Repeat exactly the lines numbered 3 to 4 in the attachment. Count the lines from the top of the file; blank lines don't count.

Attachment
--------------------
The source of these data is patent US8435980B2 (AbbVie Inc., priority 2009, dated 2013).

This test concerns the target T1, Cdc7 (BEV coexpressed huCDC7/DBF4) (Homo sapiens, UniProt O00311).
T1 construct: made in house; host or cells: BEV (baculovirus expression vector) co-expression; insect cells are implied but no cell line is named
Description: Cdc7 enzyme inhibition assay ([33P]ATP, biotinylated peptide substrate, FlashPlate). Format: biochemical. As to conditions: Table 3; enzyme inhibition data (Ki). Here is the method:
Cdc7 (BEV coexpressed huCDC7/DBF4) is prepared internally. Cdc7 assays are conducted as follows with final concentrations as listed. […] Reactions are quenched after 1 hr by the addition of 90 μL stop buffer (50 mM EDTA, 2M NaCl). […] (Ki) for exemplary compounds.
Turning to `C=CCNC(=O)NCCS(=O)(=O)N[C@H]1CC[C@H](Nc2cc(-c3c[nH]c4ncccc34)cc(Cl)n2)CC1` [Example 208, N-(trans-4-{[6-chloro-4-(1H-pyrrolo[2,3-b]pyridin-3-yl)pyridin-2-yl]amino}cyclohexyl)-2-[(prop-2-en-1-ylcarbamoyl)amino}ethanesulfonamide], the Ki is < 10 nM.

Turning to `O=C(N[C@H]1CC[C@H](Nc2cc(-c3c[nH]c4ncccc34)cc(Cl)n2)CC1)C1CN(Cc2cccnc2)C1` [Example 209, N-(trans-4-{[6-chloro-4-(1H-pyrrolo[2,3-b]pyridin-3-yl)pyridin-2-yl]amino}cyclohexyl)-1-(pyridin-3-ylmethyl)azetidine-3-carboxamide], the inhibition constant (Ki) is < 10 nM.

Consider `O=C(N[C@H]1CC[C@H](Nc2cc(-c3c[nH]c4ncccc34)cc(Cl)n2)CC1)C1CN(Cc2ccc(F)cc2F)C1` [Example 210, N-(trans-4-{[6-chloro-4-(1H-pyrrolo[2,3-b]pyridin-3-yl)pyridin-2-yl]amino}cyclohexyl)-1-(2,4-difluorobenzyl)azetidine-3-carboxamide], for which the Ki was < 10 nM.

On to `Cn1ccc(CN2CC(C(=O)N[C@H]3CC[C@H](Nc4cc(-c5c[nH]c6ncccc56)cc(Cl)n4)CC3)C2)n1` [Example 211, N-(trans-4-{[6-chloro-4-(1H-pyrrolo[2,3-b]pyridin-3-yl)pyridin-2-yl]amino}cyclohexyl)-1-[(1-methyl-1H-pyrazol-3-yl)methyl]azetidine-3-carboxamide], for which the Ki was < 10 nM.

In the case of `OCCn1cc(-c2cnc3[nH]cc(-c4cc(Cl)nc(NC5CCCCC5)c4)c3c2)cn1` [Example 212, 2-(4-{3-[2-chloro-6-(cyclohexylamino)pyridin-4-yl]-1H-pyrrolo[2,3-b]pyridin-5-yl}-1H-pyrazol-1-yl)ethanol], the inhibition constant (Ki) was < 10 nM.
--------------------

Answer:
T1 construct: made in house; host or cells: BEV (baculovirus expression vector) co-expression; insect cells are implied but no cell line is named
Description: Cdc7 enzyme inhibition assay ([33P]ATP, biotinylated peptide substrate, FlashPlate). Format: biochemical. As to conditions: Table 3; enzyme inhibition data (Ki). Here is the method: